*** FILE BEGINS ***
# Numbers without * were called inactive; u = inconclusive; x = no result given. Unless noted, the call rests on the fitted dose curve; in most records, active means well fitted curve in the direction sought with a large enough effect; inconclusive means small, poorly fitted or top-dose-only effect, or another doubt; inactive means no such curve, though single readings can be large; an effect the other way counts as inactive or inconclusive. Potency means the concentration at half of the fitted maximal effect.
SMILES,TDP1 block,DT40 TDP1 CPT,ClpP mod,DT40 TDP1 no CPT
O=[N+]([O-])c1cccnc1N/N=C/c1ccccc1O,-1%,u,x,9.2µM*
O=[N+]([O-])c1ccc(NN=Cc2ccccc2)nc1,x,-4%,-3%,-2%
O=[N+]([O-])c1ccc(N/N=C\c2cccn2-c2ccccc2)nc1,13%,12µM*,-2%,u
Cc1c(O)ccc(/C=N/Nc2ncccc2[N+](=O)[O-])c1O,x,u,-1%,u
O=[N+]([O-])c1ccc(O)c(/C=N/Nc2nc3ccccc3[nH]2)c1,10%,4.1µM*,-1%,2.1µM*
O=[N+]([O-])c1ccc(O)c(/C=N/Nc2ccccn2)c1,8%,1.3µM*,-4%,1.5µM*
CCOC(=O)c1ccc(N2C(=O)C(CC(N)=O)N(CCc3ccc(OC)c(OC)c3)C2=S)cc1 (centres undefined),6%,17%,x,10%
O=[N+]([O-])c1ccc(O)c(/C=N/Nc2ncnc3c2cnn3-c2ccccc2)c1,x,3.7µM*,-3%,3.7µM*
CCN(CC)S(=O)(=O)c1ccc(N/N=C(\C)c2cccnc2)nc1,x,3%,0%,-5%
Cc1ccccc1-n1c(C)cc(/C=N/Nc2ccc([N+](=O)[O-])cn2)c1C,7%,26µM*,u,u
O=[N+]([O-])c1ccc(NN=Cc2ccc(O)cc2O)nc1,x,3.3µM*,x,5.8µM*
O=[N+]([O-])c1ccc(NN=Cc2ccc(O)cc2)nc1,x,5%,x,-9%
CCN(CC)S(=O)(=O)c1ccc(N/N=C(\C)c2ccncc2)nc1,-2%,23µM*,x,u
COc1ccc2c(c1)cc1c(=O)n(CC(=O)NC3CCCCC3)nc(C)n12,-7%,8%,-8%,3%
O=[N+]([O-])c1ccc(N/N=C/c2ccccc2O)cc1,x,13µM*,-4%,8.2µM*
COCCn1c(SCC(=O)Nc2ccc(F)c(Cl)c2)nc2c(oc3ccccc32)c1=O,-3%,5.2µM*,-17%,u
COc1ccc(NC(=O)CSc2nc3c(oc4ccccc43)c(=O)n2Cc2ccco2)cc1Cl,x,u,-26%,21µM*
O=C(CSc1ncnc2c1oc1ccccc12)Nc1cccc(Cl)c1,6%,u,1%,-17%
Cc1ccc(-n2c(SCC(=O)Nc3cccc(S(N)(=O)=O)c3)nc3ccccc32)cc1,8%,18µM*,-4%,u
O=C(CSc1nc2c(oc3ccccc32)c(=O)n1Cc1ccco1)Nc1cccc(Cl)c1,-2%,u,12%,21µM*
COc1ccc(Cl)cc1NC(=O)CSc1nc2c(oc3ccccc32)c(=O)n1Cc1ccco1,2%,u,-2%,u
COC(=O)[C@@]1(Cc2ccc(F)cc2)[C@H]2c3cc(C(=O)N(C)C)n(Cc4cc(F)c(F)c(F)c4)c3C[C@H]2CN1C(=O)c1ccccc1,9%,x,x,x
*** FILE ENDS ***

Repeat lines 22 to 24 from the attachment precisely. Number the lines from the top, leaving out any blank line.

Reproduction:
O=C(CSc1nc2c(oc3ccccc32)c(=O)n1Cc1ccco1)Nc1cccc(Cl)c1,-2%,u,12%,21µM*
COc1ccc(Cl)cc1NC(=O)CSc1nc2c(oc3ccccc32)c(=O)n1Cc1ccco1,2%,u,-2%,u
COC(=O)[C@@]1(Cc2ccc(F)cc2)[C@H]2c3cc(C(=O)N(C)C)n(Cc4cc(F)c(F)c(F)c4)c3C[C@H]2CN1C(=O)c1ccccc1,9%,x,x,x